Leadership is undoubtedly one of the most prolific topics studied in the last fifty years. Countless articles and books have been written in addition to conferences, college courses, graduate and doctoral programs on theme. I owned over 700 books on leadership until donating them to a seminary. I’m responsible for authoring seven of those and well over 100 articles. So it would seem that our culture’s obsession with leading would result in everyone becoming a leader, but it hasn’t. The reason is that God has not wired everyone to lead. Why would He? Leadership is the unique role of assisting the rest of us to use our gifts together toward a common vision. If everyone led, we’d have chaos. I’ve not seen a stitch of research that suggests everyone can learn to lead, nor have I seen it the last six years as we’ve created the world’s first executive caliber leadership training curriculum for preteens called KidLead. Yet, I’m just as convinced that everyone should know how leadership works and that children’s pastors, regardless of how they’re wired, can tap into the leadership power of leaders in their midst. That’s what smart people do.
Let’s say you’re out of milk. In the old days, you might go out to the barn and put the squeeze on Ol’ Bossy. If you don’t have a cow, which few of us do these days, you drive down to the grocery store and pick up a gallon or two from a giant cooler filled with milk products. You don’t beat yourself up for not having a cow or even knowing how to milk one. Likewise, to get things done in a ministry as important and sizable as yours, you need to know where you can get influence.
Just because people use the same word, doesn’t mean they’re talking about the same thing. This is definitely true with the word “leadership.” Most children’s and youth ministries confuse discipleship, ministry involvement, and serving with leadership development. These are not the same concepts. Leadership is more than good citizenship, character, self-esteem, and personal responsibility. We want all people to exhibit these qualities—leader or not. Leadership is the process of helping people accomplish together what they would not as individuals. Leaders are individuals who get leadership going.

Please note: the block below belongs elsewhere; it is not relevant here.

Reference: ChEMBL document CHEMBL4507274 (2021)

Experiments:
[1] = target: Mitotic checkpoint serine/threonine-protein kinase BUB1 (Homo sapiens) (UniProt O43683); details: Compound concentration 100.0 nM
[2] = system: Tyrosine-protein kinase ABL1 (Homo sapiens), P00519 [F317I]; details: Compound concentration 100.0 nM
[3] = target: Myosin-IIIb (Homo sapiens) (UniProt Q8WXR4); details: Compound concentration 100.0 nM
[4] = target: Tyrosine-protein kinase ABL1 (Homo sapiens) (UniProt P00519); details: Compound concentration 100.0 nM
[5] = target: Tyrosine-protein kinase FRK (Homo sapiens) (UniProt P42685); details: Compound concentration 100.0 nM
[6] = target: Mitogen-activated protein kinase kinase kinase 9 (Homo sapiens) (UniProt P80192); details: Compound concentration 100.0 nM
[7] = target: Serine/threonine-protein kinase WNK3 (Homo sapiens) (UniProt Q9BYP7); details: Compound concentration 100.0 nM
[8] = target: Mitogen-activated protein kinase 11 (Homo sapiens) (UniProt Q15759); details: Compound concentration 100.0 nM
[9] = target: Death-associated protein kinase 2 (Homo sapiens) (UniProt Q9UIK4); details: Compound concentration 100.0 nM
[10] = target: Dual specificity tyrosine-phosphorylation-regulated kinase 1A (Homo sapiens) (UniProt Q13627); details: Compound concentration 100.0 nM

Based on this definition, you’d be hard pressed to prove that everyone can or even wants to be a leader. Barna suggests that less than 10 percent of pastors acknowledge leadership in their gift mix. I think he’s right. That’s been my sense in over 25 years of interacting with pastors and which is why at midlife, I turned my energies toward identifying and developing leaders while they’re moldable. The same is probably true of children’s pastors. Most of them are teachers, nurturers, managers, and moms, who someone tapped on the shoulder and said, “Psst, how’d you like to run our children’s ministry?”
That doesn’t mean you aren’t influential, but not all influence is leadership. You might be what we call a “situational leader.” These are people who have learned how to run things and supervise people, but who are not necessarily in their sweet spot when they’re doing that. Obviously, some children’s ministry directors are sublime leaders, more gifted at leading than their supervisors and lead pastors. Regardless, here are some best practice techniques that will help you take your personal leadership ability to the next level.
There are a variety of styles leaders exude. Here are the four most common, similar to temperaments, but reflective of how people lead.
Director. This is the stereotypical leader style, typically using direct communication. The upside of this style is vision casting and taking charge. The downside is appearing bossy and alienating others in the process.
Strategist. This style considers the complexity of problems as well as the best options for solutions. The upside of this style is thoroughness and depth. The downside is being controlling and negativity.
Inspirer. This approach to leading motivates people to get on board. The upside is team building and creating excitement. The downside is a lack of planning and systems thinking.
Collaborator. This style coordinates various gifts and personalities to work well together. The upside is reduced conflict and performing well under pressure. The downside is a lack of risk taking and slower rate of progress.